Fabric cutting

 Getting this stage of the sewing process right is of the utmost importance. What matters is not only the accuracy of your cutting, but also the way your pieces are cut out from the fabric.

 Having your fabric fully prepared (see the article Pre-shrinking about the importance of this step) and your pattern pieces ready to be used, you can not wait to start cutting. However, please spend just a few minutes more on reading some fabric cutting tips below. Check also the model specific comments regarding fabrics and cutting included in the Full Sewing Guide accompanying your sewing pattern. However, some very practical and general guidelines would still include:

 1. Check out the pattern layout recommendations in the Fabric cutting section to make sure that you have all the pieces and understand how many parts of each pattern you need to cut out from all fabrics, including interfacing or lining.

 2. Lay out all pattern pieces before you start cutting just to be sure you have enough fabric , especially if the width of your fabric differs from the one indicated in the Materials section of the sewing guide

 3. Pattern pieces need to be placed the printed side up , unless otherwise stated. This is especially important when dealing with asymmetric designs as you need specific elements to be left or right part(s) of the garment. When cutting out symmetric parts on a folded fabric (sleeves) or on fold (fronts), it is practical to fold the fabric right sides together so that you can mark darts, pleats and other elements easily on the wrong side of the fabric Markings – inner lines and points .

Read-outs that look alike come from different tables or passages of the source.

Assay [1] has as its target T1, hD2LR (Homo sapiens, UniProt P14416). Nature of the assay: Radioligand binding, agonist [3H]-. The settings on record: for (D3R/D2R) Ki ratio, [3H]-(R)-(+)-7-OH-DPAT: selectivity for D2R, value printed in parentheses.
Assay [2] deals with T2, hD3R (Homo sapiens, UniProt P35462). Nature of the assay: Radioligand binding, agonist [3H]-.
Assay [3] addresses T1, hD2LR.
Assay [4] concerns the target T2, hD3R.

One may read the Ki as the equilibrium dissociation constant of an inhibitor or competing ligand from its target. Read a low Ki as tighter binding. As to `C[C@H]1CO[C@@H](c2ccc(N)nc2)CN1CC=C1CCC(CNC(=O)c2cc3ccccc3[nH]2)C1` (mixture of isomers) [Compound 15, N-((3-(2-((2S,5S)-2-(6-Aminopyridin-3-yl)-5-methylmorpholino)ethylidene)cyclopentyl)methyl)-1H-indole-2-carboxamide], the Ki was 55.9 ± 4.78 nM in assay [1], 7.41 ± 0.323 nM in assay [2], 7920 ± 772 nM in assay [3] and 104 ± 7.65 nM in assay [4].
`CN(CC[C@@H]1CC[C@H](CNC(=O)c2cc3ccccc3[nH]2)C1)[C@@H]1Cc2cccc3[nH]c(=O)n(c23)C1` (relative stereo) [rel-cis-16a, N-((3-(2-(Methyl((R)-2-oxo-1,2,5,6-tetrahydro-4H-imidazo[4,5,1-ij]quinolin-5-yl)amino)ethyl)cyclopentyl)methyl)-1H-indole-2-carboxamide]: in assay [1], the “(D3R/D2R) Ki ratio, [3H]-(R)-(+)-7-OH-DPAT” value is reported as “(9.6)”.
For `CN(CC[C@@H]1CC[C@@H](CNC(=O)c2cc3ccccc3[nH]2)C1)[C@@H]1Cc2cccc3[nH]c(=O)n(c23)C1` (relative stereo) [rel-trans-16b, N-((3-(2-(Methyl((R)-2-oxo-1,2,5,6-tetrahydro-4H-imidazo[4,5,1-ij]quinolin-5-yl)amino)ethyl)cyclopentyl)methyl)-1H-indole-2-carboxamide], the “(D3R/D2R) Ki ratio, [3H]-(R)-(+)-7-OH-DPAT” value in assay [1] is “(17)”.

4. Never-ever cut the pieces off the grain . The grain is the direction in which the threads composing the fabric run and they drive the way your fabric hangs, folds and flares. The grain line indicated on pattern pieces needs to run parallel with the grain of the fabric. To make sure the paper pattern is placed correctly, use a tape measure to check that this line is equally distant from the fold line or the selvage of the fabric all the way along (see definitions below).

To make sure the paper pattern is placed correctly, use a tape measure to check that this line is equally distant from the fold line or the selvage of the fabric all the way along (see definitions our Sew-clopedia).

5. Be sure you have a separate pair of scissors to cut paper and never use your best fabric cutting equipment for that. Your scissors will become blunt very soon.

6. Stabilize your pattern well to prevent it from shifting while you are cutting the pieces out. If using pins, it is better to insert a pin vertically and simply leave it standing rather than going with your a pin throughout the fabric and a pattern piece twice to have it inserted horizontally. You run a greater risk of damaging your fabric by doing so.

7. Pin your fabric every 10cm/4″ or so along the edges of the pattern pieces. Be sure to check that the fabric is laying flat. Even more, steam-press your fabric prior to cutting after pre-shrinking to remove any wrinkles and folds. By the way, if your pattern pieces are not new and were folded while stored, (dry) iron them as well.

 8. While cutting use long, sharp scissors (shears) and cut with steady, even and long slashes . Never lift the fabric while working, keep one hand hand flat on the pattern while cutting. When cutting knits and cutting on a table, do not let the fabric hang down and stretch the surface you are cutting. Accuracy in cutting is a key to success. As our patterns have seam allowances included throughout, all you need to do is to cut along the edges of paper patterns. Mark garment assembly matching points by small cuttings (snips) on seam allowances.

 9. Be extra careful when cutting one-way design fabric and fabric requiring special layout (stripes, border prints, checkered prints etc). You usually need more fabric than indicated in the standard guidelines. Not matched prints can really spoil the end result of your work.

 10. Fold the cut out pieces gently, with or without pattern pieces, lay them on a flat surface or store in a separate box if not sewing right away.

Leave a Reply